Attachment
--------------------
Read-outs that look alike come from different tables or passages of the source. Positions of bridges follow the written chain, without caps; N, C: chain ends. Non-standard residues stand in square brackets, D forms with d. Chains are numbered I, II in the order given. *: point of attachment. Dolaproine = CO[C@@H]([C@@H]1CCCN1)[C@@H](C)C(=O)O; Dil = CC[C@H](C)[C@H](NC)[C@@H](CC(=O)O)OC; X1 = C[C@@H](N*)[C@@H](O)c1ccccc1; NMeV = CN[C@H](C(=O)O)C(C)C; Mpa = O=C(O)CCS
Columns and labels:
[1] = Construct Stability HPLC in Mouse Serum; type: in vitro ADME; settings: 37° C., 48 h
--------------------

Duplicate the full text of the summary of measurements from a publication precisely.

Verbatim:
Read-outs that look alike come from different tables or passages of the source. Positions of bridges follow the written chain, without caps; N, C: chain ends. Non-standard residues stand in square brackets, D forms with d. Chains are numbered I, II in the order given. *: point of attachment. Dolaproine = CO[C@@H]([C@@H]1CCCN1)[C@@H](C)C(=O)O; Dil = CC[C@H](C)[C@H](NC)[C@@H](CC(=O)O)OC; X1 = C[C@@H](N*)[C@@H](O)c1ccccc1; NMeV = CN[C@H](C(=O)O)C(C)C; Mpa = O=C(O)CCS
Columns and labels:
[1] = Construct Stability HPLC in Mouse Serum; type: in vitro ADME; settings: 37° C., 48 h